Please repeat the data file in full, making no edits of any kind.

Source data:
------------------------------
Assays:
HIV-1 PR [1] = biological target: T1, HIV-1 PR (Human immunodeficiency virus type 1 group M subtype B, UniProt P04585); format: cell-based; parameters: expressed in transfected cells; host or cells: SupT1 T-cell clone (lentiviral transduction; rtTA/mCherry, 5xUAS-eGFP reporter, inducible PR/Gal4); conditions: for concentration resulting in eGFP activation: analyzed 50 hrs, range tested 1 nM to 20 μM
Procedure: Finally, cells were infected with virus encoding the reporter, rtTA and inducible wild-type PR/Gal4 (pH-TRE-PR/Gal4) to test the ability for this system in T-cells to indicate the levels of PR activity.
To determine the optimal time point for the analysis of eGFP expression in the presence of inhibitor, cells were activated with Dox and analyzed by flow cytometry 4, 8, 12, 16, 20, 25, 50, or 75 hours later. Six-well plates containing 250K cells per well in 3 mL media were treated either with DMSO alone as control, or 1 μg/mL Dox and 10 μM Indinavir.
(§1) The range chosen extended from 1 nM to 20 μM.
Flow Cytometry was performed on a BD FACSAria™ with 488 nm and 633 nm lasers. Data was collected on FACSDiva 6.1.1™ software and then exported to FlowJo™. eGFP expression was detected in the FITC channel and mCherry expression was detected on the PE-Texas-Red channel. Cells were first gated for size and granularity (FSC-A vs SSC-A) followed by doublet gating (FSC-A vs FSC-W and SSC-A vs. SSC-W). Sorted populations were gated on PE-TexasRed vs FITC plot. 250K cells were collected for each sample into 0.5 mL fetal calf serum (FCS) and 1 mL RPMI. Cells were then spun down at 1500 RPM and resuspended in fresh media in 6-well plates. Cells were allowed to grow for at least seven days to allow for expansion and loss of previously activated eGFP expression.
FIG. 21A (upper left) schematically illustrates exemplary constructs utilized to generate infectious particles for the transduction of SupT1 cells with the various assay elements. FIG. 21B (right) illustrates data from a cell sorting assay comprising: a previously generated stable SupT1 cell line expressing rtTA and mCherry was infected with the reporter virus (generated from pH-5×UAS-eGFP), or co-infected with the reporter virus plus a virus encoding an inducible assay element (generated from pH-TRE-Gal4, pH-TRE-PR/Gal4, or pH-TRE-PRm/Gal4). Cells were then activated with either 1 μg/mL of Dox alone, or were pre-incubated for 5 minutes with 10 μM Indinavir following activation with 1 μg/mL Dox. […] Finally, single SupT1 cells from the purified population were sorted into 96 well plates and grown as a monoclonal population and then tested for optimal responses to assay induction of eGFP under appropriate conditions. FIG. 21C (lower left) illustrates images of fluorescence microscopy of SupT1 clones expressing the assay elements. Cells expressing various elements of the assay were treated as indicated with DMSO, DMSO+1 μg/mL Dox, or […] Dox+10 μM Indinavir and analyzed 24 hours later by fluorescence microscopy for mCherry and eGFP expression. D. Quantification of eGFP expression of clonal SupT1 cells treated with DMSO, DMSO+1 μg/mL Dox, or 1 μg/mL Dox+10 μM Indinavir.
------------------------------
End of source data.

Assays:
HIV-1 PR [1] = biological target: T1, HIV-1 PR (Human immunodeficiency virus type 1 group M subtype B, UniProt P04585); format: cell-based; parameters: expressed in transfected cells; host or cells: SupT1 T-cell clone (lentiviral transduction; rtTA/mCherry, 5xUAS-eGFP reporter, inducible PR/Gal4); conditions: for concentration resulting in eGFP activation: analyzed 50 hrs, range tested 1 nM to 20 μM
Procedure: Finally, cells were infected with virus encoding the reporter, rtTA and inducible wild-type PR/Gal4 (pH-TRE-PR/Gal4) to test the ability for this system in T-cells to indicate the levels of PR activity.
To determine the optimal time point for the analysis of eGFP expression in the presence of inhibitor, cells were activated with Dox and analyzed by flow cytometry 4, 8, 12, 16, 20, 25, 50, or 75 hours later. Six-well plates containing 250K cells per well in 3 mL media were treated either with DMSO alone as control, or 1 μg/mL Dox and 10 μM Indinavir.
(§1) The range chosen extended from 1 nM to 20 μM.
Flow Cytometry was performed on a BD FACSAria™ with 488 nm and 633 nm lasers. Data was collected on FACSDiva 6.1.1™ software and then exported to FlowJo™. eGFP expression was detected in the FITC channel and mCherry expression was detected on the PE-Texas-Red channel. Cells were first gated for size and granularity (FSC-A vs SSC-A) followed by doublet gating (FSC-A vs FSC-W and SSC-A vs. SSC-W). Sorted populations were gated on PE-TexasRed vs FITC plot. 250K cells were collected for each sample into 0.5 mL fetal calf serum (FCS) and 1 mL RPMI. Cells were then spun down at 1500 RPM and resuspended in fresh media in 6-well plates. Cells were allowed to grow for at least seven days to allow for expansion and loss of previously activated eGFP expression.
FIG. 21A (upper left) schematically illustrates exemplary constructs utilized to generate infectious particles for the transduction of SupT1 cells with the various assay elements. FIG. 21B (right) illustrates data from a cell sorting assay comprising: a previously generated stable SupT1 cell line expressing rtTA and mCherry was infected with the reporter virus (generated from pH-5×UAS-eGFP), or co-infected with the reporter virus plus a virus encoding an inducible assay element (generated from pH-TRE-Gal4, pH-TRE-PR/Gal4, or pH-TRE-PRm/Gal4). Cells were then activated with either 1 μg/mL of Dox alone, or were pre-incubated for 5 minutes with 10 μM Indinavir following activation with 1 μg/mL Dox. […] Finally, single SupT1 cells from the purified population were sorted into 96 well plates and grown as a monoclonal population and then tested for optimal responses to assay induction of eGFP under appropriate conditions. FIG. 21C (lower left) illustrates images of fluorescence microscopy of SupT1 clones expressing the assay elements. Cells expressing various elements of the assay were treated as indicated with DMSO, DMSO+1 μg/mL Dox, or […] Dox+10 μM Indinavir and analyzed 24 hours later by fluorescence microscopy for mCherry and eGFP expression. D. Quantification of eGFP expression of clonal SupT1 cells treated with DMSO, DMSO+1 μg/mL Dox, or 1 μg/mL Dox+10 μM Indinavir.